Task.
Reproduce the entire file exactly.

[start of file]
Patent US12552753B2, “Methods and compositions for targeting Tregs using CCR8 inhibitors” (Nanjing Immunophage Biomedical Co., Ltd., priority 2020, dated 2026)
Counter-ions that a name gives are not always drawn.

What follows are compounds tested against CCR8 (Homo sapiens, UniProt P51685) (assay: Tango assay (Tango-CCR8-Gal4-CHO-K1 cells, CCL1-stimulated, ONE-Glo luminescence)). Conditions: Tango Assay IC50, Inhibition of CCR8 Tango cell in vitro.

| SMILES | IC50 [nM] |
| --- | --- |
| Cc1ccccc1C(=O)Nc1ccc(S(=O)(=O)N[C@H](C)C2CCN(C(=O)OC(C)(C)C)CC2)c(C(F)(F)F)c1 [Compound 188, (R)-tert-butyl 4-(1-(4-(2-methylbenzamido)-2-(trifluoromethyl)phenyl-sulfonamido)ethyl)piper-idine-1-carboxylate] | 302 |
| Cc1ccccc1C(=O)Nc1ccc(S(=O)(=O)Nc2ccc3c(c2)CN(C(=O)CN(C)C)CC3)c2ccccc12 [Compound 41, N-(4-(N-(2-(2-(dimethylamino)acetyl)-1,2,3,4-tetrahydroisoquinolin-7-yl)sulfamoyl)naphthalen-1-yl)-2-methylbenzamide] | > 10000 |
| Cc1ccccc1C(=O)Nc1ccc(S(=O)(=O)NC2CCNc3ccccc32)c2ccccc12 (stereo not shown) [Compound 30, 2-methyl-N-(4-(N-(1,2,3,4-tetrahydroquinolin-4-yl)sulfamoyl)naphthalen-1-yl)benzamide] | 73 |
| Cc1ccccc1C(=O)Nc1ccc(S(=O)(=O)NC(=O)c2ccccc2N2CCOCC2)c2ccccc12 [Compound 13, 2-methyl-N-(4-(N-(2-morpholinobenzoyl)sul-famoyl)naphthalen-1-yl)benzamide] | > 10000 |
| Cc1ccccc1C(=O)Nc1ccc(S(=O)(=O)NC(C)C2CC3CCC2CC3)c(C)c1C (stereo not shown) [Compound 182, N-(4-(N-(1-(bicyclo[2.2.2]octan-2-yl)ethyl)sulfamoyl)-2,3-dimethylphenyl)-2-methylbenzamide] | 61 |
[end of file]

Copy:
Patent US12552753B2, “Methods and compositions for targeting Tregs using CCR8 inhibitors” (Nanjing Immunophage Biomedical Co., Ltd., priority 2020, dated 2026)
Counter-ions that a name gives are not always drawn.

What follows are compounds tested against CCR8 (Homo sapiens, UniProt P51685) (assay: Tango assay (Tango-CCR8-Gal4-CHO-K1 cells, CCL1-stimulated, ONE-Glo luminescence)). Conditions: Tango Assay IC50, Inhibition of CCR8 Tango cell in vitro.

| SMILES | IC50 [nM] |
| --- | --- |
| Cc1ccccc1C(=O)Nc1ccc(S(=O)(=O)N[C@H](C)C2CCN(C(=O)OC(C)(C)C)CC2)c(C(F)(F)F)c1 [Compound 188, (R)-tert-butyl 4-(1-(4-(2-methylbenzamido)-2-(trifluoromethyl)phenyl-sulfonamido)ethyl)piper-idine-1-carboxylate] | 302 |
| Cc1ccccc1C(=O)Nc1ccc(S(=O)(=O)Nc2ccc3c(c2)CN(C(=O)CN(C)C)CC3)c2ccccc12 [Compound 41, N-(4-(N-(2-(2-(dimethylamino)acetyl)-1,2,3,4-tetrahydroisoquinolin-7-yl)sulfamoyl)naphthalen-1-yl)-2-methylbenzamide] | > 10000 |
| Cc1ccccc1C(=O)Nc1ccc(S(=O)(=O)NC2CCNc3ccccc32)c2ccccc12 (stereo not shown) [Compound 30, 2-methyl-N-(4-(N-(1,2,3,4-tetrahydroquinolin-4-yl)sulfamoyl)naphthalen-1-yl)benzamide] | 73 |
| Cc1ccccc1C(=O)Nc1ccc(S(=O)(=O)NC(=O)c2ccccc2N2CCOCC2)c2ccccc12 [Compound 13, 2-methyl-N-(4-(N-(2-morpholinobenzoyl)sul-famoyl)naphthalen-1-yl)benzamide] | > 10000 |
| Cc1ccccc1C(=O)Nc1ccc(S(=O)(=O)NC(C)C2CC3CCC2CC3)c(C)c1C (stereo not shown) [Compound 182, N-(4-(N-(1-(bicyclo[2.2.2]octan-2-yl)ethyl)sulfamoyl)-2,3-dimethylphenyl)-2-methylbenzamide] | 61 |